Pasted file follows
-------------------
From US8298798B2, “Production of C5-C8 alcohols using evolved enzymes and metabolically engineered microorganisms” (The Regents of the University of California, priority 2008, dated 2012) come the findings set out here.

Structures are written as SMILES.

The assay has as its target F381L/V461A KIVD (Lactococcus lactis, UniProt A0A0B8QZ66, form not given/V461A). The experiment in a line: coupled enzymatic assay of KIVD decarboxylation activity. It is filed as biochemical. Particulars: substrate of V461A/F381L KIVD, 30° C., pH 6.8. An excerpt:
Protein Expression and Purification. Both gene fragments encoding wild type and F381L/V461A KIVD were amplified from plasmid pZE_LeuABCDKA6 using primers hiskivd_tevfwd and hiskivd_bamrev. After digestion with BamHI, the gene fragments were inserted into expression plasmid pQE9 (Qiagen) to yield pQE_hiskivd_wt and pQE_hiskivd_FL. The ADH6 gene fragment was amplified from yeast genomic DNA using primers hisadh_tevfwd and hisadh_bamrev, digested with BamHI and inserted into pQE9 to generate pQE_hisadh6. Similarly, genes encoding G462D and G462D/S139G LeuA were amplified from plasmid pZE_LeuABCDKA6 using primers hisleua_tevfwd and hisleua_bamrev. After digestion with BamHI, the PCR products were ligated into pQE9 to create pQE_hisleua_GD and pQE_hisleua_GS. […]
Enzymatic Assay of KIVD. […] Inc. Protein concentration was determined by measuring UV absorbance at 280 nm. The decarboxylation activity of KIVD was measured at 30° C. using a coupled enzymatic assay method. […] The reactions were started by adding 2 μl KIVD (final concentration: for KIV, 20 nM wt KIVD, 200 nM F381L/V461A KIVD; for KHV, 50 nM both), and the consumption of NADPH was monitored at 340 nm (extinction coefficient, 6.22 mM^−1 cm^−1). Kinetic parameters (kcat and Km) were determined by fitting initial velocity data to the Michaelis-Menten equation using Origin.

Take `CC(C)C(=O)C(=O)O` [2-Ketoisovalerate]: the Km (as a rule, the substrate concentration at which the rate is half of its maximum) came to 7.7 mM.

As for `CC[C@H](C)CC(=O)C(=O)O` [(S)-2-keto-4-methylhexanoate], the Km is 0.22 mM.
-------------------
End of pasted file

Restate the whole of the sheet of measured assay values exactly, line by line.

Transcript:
From US8298798B2, “Production of C5-C8 alcohols using evolved enzymes and metabolically engineered microorganisms” (The Regents of the University of California, priority 2008, dated 2012) come the findings set out here.

Structures are written as SMILES.

The assay has as its target F381L/V461A KIVD (Lactococcus lactis, UniProt A0A0B8QZ66, form not given/V461A). The experiment in a line: coupled enzymatic assay of KIVD decarboxylation activity. It is filed as biochemical. Particulars: substrate of V461A/F381L KIVD, 30° C., pH 6.8. An excerpt:
Protein Expression and Purification. Both gene fragments encoding wild type and F381L/V461A KIVD were amplified from plasmid pZE_LeuABCDKA6 using primers hiskivd_tevfwd and hiskivd_bamrev. After digestion with BamHI, the gene fragments were inserted into expression plasmid pQE9 (Qiagen) to yield pQE_hiskivd_wt and pQE_hiskivd_FL. The ADH6 gene fragment was amplified from yeast genomic DNA using primers hisadh_tevfwd and hisadh_bamrev, digested with BamHI and inserted into pQE9 to generate pQE_hisadh6. Similarly, genes encoding G462D and G462D/S139G LeuA were amplified from plasmid pZE_LeuABCDKA6 using primers hisleua_tevfwd and hisleua_bamrev. After digestion with BamHI, the PCR products were ligated into pQE9 to create pQE_hisleua_GD and pQE_hisleua_GS. […]
Enzymatic Assay of KIVD. […] Inc. Protein concentration was determined by measuring UV absorbance at 280 nm. The decarboxylation activity of KIVD was measured at 30° C. using a coupled enzymatic assay method. […] The reactions were started by adding 2 μl KIVD (final concentration: for KIV, 20 nM wt KIVD, 200 nM F381L/V461A KIVD; for KHV, 50 nM both), and the consumption of NADPH was monitored at 340 nm (extinction coefficient, 6.22 mM^−1 cm^−1). Kinetic parameters (kcat and Km) were determined by fitting initial velocity data to the Michaelis-Menten equation using Origin.

Take `CC(C)C(=O)C(=O)O` [2-Ketoisovalerate]: the Km (as a rule, the substrate concentration at which the rate is half of its maximum) came to 7.7 mM.

As for `CC[C@H](C)CC(=O)C(=O)O` [(S)-2-keto-4-methylhexanoate], the Km is 0.22 mM.